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Near-future quarterly financial projections

Discussion in 'TSLA Investor Discussions' started by luvb2b, May 23, 2018.

  1. StarFoxisDown!

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    I'll be curious to see how the Jerome email impacted margins and waste in Q2. In the email, he remarked the efficiencies in production in both Freemont and Giga1 was higher than it's ever been.
     
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  2. neroden

    neroden Model S Owner and Frustrated Tesla Fan

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    Money previously spent on capital equipment. The primary difference between cash accounting and accrual accounting.

    Yes. It's dilution, which is accounted for elsewhere if you are valuing the stock, so it is double counting.
     
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  3. Doggydogworld

    Doggydogworld Member

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    It's not double counting. Paying employees 1m shares of TSLA is the same as selling 1m shares to investors and paying the 230m to employees in cash. In both cases the 1m extra shares dilutes earnings and the 230m is an expense. It's misleading to count the 230m expense in one case and not the other.
     
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  4. neroden

    neroden Model S Owner and Frustrated Tesla Fan

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    #2344 neroden, Jul 10, 2019
    Last edited: Jul 10, 2019
    No, it's double counting for the purposes of figuring out how the business is doing.

    It is most emphatically NOT accounted for the same way as selling 1m shares to investors and paying 230m to employees in cash, which would actually not be crazy. While the shares act as dilution and the "expense" is marked as an expense, the $230 million *addition to capital* is not properly accounted for in the case of employee stock payments.

    There's something wrong with the accounting when "common stock issued" adds $94,017 to paid-in-capital, but "stock-based compensation" subtracts $146,825, but counts as $208,378 in costs on the profit-and-loss sheet. It's nonsense.

    I think the primary problem is with stock *options*, which are required to be "valued" according to an arbitrary theoretical model which bears no relation to reality in the case of Tesla. The actual effective cost is reflected in the dilution when the options are exercised (or expire worthless!) and the number booked to "profit and loss" is just made-up guesswork. (It also doesn't reflect how much cash they'd have to pay if they were paying cash rather than options, so it's also useless for that purpose.)

    I don't know whether the accounting for grants of restricted stock units is actually that bad, because I haven't paid much attention to it. More people take the options, and the accounting there is totally unhelpful.

    ====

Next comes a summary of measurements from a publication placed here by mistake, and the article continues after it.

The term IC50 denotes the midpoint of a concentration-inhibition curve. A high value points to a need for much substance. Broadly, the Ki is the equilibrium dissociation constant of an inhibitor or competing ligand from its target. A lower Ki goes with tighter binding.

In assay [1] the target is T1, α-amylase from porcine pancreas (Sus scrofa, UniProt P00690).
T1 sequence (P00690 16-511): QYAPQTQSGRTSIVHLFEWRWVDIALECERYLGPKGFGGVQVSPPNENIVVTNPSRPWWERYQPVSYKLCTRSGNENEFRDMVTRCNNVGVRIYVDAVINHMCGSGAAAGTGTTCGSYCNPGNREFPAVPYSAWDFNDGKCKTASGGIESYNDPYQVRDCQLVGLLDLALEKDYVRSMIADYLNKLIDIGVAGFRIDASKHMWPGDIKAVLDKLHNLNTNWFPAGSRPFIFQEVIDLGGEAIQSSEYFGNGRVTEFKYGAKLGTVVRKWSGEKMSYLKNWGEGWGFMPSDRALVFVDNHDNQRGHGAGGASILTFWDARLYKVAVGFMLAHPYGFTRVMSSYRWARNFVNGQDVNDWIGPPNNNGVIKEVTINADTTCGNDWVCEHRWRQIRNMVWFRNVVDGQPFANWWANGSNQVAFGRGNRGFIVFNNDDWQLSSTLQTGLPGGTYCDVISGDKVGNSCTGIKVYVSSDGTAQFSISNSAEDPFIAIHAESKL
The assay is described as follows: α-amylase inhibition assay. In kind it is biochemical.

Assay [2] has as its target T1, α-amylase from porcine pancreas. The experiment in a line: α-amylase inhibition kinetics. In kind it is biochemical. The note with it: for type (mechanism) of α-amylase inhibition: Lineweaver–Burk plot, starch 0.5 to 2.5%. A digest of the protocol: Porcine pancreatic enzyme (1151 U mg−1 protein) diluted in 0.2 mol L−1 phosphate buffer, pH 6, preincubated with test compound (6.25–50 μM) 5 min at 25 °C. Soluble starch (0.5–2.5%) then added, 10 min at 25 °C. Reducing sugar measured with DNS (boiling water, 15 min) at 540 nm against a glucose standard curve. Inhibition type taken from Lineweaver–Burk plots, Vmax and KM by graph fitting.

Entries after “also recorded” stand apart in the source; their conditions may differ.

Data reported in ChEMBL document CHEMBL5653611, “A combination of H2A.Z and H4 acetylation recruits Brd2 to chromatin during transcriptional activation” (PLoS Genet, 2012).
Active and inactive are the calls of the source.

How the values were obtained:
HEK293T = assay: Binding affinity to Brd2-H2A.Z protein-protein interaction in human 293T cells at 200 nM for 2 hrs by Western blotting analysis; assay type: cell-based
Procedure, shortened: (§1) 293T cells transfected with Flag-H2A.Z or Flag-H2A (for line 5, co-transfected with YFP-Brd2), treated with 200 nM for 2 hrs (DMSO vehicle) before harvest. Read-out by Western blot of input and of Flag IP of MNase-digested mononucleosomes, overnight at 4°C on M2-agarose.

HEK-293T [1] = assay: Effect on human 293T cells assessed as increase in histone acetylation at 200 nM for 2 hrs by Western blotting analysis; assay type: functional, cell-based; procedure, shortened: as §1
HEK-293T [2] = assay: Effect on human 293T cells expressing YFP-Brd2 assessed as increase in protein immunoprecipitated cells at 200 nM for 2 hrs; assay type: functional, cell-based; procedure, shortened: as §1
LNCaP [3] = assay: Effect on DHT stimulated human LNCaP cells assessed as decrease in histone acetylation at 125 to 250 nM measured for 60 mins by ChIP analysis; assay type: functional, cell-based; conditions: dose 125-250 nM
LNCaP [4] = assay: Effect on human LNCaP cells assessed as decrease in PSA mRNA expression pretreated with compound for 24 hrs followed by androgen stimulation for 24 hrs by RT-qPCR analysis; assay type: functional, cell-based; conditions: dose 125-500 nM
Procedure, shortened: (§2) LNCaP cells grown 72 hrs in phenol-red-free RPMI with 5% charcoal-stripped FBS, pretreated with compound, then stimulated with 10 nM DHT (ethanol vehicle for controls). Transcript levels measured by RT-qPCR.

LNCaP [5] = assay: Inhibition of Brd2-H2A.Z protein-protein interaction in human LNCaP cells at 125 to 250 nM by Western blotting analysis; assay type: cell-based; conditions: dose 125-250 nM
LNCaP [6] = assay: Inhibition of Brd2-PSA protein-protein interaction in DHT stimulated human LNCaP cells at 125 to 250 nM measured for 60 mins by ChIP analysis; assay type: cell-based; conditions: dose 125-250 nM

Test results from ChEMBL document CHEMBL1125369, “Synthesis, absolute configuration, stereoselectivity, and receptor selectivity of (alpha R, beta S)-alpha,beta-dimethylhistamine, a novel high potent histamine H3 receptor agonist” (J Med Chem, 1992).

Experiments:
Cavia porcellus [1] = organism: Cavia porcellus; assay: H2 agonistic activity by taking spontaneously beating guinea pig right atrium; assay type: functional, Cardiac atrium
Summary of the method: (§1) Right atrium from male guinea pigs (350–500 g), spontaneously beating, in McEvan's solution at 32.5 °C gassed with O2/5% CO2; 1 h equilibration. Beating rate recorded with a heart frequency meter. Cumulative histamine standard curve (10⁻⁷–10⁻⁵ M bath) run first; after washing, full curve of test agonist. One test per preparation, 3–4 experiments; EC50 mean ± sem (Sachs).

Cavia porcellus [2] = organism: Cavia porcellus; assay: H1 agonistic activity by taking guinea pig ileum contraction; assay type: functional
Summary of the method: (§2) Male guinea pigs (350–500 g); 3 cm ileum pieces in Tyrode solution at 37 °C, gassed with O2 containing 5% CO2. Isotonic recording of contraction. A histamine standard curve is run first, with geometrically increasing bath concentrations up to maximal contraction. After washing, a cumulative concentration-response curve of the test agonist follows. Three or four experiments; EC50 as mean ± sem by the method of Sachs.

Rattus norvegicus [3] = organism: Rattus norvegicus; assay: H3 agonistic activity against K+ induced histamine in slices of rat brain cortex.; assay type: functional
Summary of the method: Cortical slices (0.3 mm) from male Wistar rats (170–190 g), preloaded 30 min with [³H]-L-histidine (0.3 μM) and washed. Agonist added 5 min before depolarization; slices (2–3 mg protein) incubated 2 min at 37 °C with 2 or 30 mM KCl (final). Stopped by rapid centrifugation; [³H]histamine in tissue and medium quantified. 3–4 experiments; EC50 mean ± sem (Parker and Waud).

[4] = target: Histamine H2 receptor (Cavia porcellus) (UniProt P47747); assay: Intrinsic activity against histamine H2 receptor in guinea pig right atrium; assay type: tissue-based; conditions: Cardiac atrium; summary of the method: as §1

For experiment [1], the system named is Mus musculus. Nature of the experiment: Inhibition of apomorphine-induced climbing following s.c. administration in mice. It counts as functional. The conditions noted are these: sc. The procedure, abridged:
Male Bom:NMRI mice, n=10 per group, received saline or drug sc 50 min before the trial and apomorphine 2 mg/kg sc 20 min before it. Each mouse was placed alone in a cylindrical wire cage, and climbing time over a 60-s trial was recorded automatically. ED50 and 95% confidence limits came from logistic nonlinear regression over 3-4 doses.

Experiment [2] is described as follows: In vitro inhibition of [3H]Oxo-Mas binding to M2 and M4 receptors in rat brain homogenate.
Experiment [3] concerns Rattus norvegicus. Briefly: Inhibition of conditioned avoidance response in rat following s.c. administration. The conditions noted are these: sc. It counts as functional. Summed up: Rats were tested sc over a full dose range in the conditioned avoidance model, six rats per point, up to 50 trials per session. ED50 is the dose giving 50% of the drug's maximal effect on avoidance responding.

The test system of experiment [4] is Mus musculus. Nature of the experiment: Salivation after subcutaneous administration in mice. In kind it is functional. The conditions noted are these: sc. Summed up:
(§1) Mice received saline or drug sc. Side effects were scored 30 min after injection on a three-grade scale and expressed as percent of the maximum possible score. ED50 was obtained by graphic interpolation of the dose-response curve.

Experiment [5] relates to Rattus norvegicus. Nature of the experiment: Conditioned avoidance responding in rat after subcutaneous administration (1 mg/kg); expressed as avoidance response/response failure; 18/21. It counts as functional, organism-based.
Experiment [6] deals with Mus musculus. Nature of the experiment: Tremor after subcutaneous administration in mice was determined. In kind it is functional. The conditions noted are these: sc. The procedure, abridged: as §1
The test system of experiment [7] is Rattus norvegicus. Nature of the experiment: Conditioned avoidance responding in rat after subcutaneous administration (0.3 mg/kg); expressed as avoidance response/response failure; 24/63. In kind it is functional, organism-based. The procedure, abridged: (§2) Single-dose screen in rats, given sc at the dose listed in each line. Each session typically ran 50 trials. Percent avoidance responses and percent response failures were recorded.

I realized that there's something else which might clarify why I consider them double-counting.

    Whenever I'm modeling profit per share, I'm modelling it fully diluted, aka worst-case, all the options get executed. I'm also modelling based on expected future dilution. The bogus Black-Scholes or Monte Carlo numbers being subtracted from the profit are not helpful to me, and are essentially not real costs relative to my modelling.

    It would be useful if companies to report how many options (covering how many shares of stock) and how many shares were issued to employees each quarter. Which they are NOT required to do -- I figure it by comparing the fully diluted shares outstanding from one quarter to the next and finding a trendline. Putting a dollar valuation on them is exceedingly misleading.

    ====
    So, some deep accounting/investment philosophy background. The goal of fundamentals analysis is to figure out future sustainable cashflow.

    Accrual accounting, as used for GAAP profit/loss statements, is supposed to be a tool for figuring this out. Accounting for capital purchases as assets and using depreciation schedules is essentially a way of smoothing out cashflow over time. So is treating accounts receivable as an asset and accounts payable as a liability -- you're removing the "choppy" effect of payment timing and only looking at sales. So is treating inventory as an asset -- with steady production, you're removing some of the the effect of seasonal sales trends. You get the picture. This is what accrual accounting is for, from an investment perspective: time-smoothing the cash flow statement.

    ("Cash flow is real, profit is theoretical"/"cash accounting is real, accrual accounting is theoretical". But cash accounting has huge swings in very short time periods and can therefore be misleading regarding long-term trends.)

    Anyway, if you're analyzing a stock, you want to back out the stock-based compensation "costs", because they don't affect cash flow -- ever. (Although the options actually lead to incoming cash flow when exercised.)

    Since you're interested in *per share* cash flow, you do want to use fully diluted shares, which assume that all the options are exercised; and estimate a rate of future dilution based on the trend. This will get you meaningful per-share cash flow projections, and adding the fake dollar costs of "stock based compensation" will get you the wrong numbers -- you already figured the effect of that on future cashflow into the dilution, if you're doing it right.